The Apple legacy is already complete, at least in the minds of millions worldwide, but CEO Tim Cook continues to live as an example for what he wants to best represent the company.

Is it tech? Innovation? Stock price? Nope.

It’s health and an environmentally friendly footprint.

Since Cook took over for Steve Jobs, the company has become more valuable than ever, with products including the Apple Watch, AirPods, the iPad and more. 

Cook very much leads the health and fitness aspects.

His Cupertino, Calif., company is a “green” zone anyway. Cook, already a fitness devotee, has embraced the culture.

­Since the pandemic took hold, 85% of Apple Park’s 12,000 employees now work remotely, but Cook, according to an Outside magazine story, regularly works from his office on his beloved campus.

“You would see people riding bikes from one meet­ing to another,” Cook told the magazine. “You would see people running. It’s a two-and-a-half-mile track around the place, so put in a couple of laps and you’ve got a good workout for the day.”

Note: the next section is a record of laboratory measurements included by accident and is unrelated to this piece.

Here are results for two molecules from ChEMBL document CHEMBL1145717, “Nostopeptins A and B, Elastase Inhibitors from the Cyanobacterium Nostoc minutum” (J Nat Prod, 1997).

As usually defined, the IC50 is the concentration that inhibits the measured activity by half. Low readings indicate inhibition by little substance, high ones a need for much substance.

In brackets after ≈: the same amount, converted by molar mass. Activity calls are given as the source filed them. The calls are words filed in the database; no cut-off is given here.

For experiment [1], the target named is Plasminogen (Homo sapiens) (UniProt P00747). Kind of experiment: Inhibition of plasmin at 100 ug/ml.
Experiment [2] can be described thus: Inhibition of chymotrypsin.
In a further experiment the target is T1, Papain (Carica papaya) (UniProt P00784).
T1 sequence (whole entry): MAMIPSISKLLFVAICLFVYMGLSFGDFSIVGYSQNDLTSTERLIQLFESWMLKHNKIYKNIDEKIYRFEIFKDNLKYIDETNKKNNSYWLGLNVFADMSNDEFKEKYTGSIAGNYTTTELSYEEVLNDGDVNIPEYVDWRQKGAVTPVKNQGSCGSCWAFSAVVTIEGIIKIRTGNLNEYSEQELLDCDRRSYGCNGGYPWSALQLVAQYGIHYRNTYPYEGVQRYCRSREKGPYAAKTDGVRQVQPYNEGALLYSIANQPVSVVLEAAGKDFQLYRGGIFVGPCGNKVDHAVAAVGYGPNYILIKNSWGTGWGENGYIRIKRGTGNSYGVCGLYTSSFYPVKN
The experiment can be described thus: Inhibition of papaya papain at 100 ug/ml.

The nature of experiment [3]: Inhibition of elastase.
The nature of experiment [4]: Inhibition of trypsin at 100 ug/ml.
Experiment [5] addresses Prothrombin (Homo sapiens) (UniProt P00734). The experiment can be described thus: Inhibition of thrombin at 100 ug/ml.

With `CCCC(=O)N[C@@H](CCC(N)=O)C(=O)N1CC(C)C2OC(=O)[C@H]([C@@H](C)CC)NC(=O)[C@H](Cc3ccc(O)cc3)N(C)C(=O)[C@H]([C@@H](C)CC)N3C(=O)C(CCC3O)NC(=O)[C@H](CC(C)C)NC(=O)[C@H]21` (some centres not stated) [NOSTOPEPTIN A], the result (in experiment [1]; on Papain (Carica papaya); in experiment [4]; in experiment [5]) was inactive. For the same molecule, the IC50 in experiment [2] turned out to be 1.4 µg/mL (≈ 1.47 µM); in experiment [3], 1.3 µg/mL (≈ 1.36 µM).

So Apple Watch customers are putting their health where their wrists are.

According to the Pew Research Center, about 20% in the U.S. use a smartwatch or fitness tracker. A year ago, the Watch made up about 50% of the global smartwatch market.

There are drawbacks, though.

Last September, Mayo Clinic published a study that revealed the “alerts” from the watches caused unnecessary alarm.

From the study of 264 people who went to the hospital because of smartwatch warnings, 30 (11.4%) patients needed medical supervision, including 6 of 41 (15%) patients who received an explicit alert.”

So more than 88% of the hospital visits were virtually unwarranted.

But maybe it’s better safe than sorry; fitness has proved good for the customer and certainly good for business.

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